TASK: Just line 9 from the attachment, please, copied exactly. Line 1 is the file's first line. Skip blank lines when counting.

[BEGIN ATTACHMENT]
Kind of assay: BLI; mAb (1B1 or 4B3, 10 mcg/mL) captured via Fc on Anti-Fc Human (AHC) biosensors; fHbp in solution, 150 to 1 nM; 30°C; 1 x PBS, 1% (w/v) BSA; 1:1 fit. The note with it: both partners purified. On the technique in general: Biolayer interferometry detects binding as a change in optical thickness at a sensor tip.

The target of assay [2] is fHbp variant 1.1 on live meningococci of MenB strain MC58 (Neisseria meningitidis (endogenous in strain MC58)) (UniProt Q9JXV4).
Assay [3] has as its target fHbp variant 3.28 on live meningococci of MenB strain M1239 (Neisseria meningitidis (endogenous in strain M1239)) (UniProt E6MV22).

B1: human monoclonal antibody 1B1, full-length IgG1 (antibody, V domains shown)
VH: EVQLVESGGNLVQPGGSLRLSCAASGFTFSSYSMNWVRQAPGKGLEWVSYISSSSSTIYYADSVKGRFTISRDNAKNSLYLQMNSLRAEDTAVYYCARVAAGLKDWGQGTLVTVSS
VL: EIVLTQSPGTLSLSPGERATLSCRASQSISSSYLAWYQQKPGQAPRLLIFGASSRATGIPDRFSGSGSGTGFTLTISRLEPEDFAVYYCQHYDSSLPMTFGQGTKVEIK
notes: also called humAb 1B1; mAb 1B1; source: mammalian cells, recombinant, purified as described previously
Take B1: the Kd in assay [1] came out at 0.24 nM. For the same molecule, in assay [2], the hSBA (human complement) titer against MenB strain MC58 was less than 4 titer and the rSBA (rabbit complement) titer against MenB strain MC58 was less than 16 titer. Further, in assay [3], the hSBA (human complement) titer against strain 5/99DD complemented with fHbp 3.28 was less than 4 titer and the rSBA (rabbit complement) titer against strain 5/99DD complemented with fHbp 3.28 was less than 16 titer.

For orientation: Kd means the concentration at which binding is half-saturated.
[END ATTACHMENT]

For orientation: Kd means the concentration at which binding is half-saturated.